Wuthering Heights is not a love story

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Wuthering Heights is not a love story. It is a romanticized obsession border line corrupted devotion between two people that aren’t even in love with each other. Catherine Earnshaw  and Heathcliff Earnshaw; two selfish people driven on pride and fear which unmistakably lead them to make the decisions they made. Catherine and Heathcliff grew up together, and were inseparable. To any outside eyes, Heathcliff and Catherine were destined to be married yet it was the fear and materialistic qualities of Catherine that influenced her to choose Edgar Linton, a wealthy man who proposes to Catherine despite being acquaintances approaching friends.  Catherine talks to Ellen about it and expresses her internal conflict whether too marry Edgar or choose Heathcliff. Many would realize where their hearts reside and where they know they are the happiest. “Follow your heart,” says Ellen. “I’d much rather follow my wallet and social status, thanks, replies Catherine. Now, Catherine didn’t say those exact words but she did tell Ellen that the reason she accepted Edgar’s proposal is because of his looks and wealth. When questioned about Heathcliff, Catherine says, “ It would degrade me to marry Heathcliff, now; so he shall never know how I love him…” Ironically, Heathcliff overhears her saying this and runs away. For three years. And gets rich.  The fact that Heathcliff willingly changes himself for the sake of returning and winning over Catherine. It is not romantic but plain sad. Catherine made her choice out of vanity and Heathcliff should have comprehended her decision and chose to mend his heartbreak.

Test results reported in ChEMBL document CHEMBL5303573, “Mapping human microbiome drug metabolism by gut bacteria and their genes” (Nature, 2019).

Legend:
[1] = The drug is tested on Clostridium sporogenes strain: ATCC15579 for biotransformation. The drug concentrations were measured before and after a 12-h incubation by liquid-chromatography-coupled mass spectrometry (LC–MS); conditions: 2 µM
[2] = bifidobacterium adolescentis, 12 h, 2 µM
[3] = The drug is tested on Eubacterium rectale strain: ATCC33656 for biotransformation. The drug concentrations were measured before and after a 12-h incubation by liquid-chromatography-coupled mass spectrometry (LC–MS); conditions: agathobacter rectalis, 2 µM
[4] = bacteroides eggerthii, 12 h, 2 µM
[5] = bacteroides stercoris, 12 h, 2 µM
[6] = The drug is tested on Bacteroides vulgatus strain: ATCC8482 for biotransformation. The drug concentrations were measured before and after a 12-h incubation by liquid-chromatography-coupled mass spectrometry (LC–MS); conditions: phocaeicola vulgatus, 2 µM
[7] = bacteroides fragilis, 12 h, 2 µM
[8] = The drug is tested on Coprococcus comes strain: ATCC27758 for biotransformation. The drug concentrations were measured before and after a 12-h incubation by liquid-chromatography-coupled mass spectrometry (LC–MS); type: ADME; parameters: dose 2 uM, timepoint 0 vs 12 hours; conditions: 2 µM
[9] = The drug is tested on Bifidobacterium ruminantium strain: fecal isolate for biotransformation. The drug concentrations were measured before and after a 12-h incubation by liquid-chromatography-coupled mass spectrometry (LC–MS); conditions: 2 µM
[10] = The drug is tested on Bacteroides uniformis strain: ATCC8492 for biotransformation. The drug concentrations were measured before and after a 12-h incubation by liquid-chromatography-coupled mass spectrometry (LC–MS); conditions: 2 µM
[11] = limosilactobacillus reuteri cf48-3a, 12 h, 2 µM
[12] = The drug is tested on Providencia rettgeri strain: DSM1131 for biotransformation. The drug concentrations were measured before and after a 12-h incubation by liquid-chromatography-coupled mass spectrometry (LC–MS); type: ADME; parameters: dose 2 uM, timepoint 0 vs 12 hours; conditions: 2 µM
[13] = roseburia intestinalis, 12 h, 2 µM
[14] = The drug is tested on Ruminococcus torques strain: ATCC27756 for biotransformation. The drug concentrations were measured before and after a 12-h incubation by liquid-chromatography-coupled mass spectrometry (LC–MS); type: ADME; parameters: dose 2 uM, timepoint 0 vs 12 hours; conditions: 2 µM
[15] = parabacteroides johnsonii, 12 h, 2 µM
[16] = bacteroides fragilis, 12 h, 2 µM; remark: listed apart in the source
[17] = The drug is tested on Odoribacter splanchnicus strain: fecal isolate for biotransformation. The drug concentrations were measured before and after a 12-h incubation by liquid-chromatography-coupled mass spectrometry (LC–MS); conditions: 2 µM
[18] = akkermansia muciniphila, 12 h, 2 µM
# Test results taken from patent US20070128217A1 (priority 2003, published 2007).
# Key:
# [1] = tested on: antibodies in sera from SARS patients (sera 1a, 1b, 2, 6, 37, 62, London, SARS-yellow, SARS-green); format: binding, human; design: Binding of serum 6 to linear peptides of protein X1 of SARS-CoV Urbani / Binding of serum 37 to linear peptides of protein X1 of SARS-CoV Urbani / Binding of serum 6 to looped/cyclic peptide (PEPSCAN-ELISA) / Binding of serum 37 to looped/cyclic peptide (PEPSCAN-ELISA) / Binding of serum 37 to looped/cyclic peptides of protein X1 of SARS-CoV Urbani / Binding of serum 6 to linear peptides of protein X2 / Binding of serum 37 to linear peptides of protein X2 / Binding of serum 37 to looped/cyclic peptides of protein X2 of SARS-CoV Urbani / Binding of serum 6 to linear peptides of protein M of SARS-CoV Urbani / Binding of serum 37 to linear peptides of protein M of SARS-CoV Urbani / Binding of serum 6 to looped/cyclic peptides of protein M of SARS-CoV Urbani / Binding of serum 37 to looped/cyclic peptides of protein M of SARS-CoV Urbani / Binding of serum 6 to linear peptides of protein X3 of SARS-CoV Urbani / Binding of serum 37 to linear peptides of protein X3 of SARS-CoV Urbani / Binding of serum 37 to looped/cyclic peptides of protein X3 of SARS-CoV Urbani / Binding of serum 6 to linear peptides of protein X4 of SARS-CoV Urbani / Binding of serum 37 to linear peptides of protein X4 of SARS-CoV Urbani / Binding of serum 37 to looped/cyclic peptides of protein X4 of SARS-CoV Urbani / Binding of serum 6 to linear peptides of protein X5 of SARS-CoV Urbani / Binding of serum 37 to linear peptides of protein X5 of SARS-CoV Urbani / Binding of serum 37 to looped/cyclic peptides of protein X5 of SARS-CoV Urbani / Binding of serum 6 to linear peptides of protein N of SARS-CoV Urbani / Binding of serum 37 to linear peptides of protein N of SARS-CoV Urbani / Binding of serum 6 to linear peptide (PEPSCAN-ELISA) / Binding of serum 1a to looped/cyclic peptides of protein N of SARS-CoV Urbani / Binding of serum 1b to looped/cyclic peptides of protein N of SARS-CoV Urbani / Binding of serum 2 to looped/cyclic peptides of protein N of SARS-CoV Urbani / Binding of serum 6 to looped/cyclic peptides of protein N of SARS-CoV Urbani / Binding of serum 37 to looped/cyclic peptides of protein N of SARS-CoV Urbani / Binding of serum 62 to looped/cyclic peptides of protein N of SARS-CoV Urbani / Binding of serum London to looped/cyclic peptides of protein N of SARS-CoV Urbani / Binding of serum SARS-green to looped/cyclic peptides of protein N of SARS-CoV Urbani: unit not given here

After Heathcliff returns his intuitions are less then orthodox. His original plan was to attempt at wooing Catherine over and have her come crawling back to him. Yet, Catherine only sees his return as an act of rekindling friendship rather than love. This obviously hurts Heathcliff and the passion behind his actions changes; instead of being motivated by desire and devotion, he is now motivated by revenge and heartbreak. In spite of Catherine, he marries Isabella, her sister-in-law, unfortunately in doing this he is replicating Catherine’s actions to marry Linton. Heathcliff comes back to Thrushcross Grange to confront Catherine and she is faced to choose between Edgar and Heathcliff. She ends up shutting herself away and falling into a hole of internal conflict. At this point she has realized what she has done. She has ignored her desires and declined into a madness of the fact that she is not the lady she so wishes she was. By marrying Linton it became her ultimate demise since she is not a well-behaved lady of status and despite conforming to what society expects of her; she cannot live by those expectations. After Catherine died, Heathcliff becomes tortured by the fact that though her selfish acts destroyed his heart; he is still devoted to her through life and death.

And that is a tragedy.

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7 thoughts on “Wuthering Heights is not a love story

  1. Dear Liza-

    I’m glad that I read this piece because you have given me the motivation to read Wuthering Heights. The content of your blog piece and the way you described the relationship between Catherine and Heathcliff was intriguing and engaging.
    I want to compliment you on your title; it was attention-grabbing in its definiteness and was a great hook to this piece. I really like that you used an unexpected statement to entice people into reading your piece – that was a clever choice!
    I also really liked the visual that you put up at the beginning of your piece. From the perspective of someone who doesn’t know Wuthering Heights, it helped me to understand the tone of the novel and thereby have a better grasp of what you were going to be discussing. As well, you seemed to be conscious in your writing that some of your readers would not know Wuthering Heights because you provided enough retell that I didn’t feel lost or uncomfortable as I read.
    However, as a constructive criticism, while I appreciated the “Say” that you incorporated into your writing, I feel as though this piece was somewhat lacking in terms of “Mean” and definitely did not have enough “Matter”. I thought that your argument was well-organized and clean, but I didn’t feel as though it was significant because it wasn’t really linked to a larger understanding. Something that might help you to get to the “Matter” in your writing is by asking yourself, ‘so what?’ If your writing itself can’t answer that question, then you should consider editing it so that it does.